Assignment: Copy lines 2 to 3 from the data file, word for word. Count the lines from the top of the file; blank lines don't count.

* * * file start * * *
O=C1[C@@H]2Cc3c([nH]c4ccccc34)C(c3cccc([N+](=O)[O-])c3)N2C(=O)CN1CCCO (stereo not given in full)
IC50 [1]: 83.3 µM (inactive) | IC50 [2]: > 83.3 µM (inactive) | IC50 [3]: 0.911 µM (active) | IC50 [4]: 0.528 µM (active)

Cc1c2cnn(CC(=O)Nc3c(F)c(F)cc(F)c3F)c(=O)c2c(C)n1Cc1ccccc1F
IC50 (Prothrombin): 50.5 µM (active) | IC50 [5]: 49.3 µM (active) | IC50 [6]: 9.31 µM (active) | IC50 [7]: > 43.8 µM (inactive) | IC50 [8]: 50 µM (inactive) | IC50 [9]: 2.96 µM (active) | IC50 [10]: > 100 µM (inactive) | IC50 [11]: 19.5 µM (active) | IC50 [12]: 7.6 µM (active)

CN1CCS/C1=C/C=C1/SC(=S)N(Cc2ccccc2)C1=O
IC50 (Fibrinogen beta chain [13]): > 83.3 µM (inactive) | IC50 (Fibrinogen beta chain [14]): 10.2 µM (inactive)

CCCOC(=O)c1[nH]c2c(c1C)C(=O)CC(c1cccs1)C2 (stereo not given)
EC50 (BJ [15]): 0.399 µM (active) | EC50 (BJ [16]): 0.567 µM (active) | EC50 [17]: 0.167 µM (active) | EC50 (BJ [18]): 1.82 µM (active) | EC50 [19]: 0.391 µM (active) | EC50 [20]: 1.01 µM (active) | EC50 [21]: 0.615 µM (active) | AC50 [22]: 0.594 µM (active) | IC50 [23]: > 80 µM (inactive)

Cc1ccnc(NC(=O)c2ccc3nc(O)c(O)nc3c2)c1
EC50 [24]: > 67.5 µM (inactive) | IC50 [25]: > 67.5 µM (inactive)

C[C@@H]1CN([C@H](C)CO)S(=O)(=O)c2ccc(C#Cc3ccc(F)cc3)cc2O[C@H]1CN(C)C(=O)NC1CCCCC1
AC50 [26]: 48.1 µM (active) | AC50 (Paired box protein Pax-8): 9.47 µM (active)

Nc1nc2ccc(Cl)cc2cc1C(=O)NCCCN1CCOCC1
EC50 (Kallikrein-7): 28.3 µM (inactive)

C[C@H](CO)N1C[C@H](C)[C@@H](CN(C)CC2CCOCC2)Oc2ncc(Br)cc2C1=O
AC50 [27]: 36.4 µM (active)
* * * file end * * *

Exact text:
IC50 [1]: 83.3 µM (inactive) | IC50 [2]: > 83.3 µM (inactive) | IC50 [3]: 0.911 µM (active) | IC50 [4]: 0.528 µM (active)

Cc1c2cnn(CC(=O)Nc3c(F)c(F)cc(F)c3F)c(=O)c2c(C)n1Cc1ccccc1F